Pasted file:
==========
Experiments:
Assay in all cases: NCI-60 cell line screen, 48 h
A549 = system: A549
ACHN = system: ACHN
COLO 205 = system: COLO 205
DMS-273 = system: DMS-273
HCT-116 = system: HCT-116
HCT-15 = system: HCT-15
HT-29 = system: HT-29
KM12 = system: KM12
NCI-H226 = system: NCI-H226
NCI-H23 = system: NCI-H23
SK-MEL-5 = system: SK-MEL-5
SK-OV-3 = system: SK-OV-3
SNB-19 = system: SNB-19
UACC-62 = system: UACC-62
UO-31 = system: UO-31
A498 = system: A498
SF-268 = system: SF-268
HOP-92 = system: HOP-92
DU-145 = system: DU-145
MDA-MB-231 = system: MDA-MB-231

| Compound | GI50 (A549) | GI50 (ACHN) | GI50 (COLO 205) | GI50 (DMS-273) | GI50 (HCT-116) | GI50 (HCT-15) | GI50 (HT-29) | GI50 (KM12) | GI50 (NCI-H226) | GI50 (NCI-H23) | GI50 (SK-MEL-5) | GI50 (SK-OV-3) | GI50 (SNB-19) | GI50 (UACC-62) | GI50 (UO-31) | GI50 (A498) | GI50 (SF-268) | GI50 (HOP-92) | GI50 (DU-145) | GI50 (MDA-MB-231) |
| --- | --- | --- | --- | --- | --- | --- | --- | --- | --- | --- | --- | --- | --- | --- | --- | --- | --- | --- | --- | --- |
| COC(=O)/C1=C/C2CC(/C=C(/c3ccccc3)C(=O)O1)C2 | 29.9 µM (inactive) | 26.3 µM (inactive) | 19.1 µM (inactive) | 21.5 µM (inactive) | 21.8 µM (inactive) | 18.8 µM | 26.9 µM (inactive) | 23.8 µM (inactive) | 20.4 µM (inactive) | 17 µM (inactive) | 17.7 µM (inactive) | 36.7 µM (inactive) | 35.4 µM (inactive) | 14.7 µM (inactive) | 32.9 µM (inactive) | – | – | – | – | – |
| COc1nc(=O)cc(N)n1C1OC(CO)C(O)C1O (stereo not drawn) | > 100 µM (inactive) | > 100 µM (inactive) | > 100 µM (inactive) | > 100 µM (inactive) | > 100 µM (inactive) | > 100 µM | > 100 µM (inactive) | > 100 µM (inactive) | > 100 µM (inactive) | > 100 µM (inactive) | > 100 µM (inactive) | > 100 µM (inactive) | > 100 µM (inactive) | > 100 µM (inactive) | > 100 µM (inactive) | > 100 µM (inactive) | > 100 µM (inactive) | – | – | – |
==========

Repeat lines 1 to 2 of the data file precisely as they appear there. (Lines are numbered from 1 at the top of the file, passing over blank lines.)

Experiments:
Assay in all cases: NCI-60 cell line screen, 48 h